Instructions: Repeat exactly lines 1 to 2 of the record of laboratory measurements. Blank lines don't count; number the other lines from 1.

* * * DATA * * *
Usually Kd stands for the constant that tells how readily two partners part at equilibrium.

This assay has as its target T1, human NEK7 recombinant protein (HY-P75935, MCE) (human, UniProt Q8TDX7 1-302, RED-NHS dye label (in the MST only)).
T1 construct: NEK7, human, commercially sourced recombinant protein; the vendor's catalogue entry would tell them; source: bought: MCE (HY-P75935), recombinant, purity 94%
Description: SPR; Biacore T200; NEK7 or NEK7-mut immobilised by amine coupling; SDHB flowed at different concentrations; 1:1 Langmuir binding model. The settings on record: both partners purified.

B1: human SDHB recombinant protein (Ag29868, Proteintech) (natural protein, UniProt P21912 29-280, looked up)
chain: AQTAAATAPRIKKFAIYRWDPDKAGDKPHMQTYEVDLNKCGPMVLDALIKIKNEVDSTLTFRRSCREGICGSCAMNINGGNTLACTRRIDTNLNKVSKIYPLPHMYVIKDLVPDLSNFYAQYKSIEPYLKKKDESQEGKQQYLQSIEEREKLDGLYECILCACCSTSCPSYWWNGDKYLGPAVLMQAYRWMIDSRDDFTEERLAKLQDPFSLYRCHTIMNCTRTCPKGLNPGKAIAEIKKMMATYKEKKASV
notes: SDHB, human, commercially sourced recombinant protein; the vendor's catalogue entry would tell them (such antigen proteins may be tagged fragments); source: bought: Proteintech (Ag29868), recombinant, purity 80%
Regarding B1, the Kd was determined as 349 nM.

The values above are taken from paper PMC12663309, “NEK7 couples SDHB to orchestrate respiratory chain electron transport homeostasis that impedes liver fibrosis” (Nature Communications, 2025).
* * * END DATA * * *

Usually Kd stands for the constant that tells how readily two partners part at equilibrium.

This assay has as its target T1, human NEK7 recombinant protein (HY-P75935, MCE) (human, UniProt Q8TDX7 1-302, RED-NHS dye label (in the MST only)).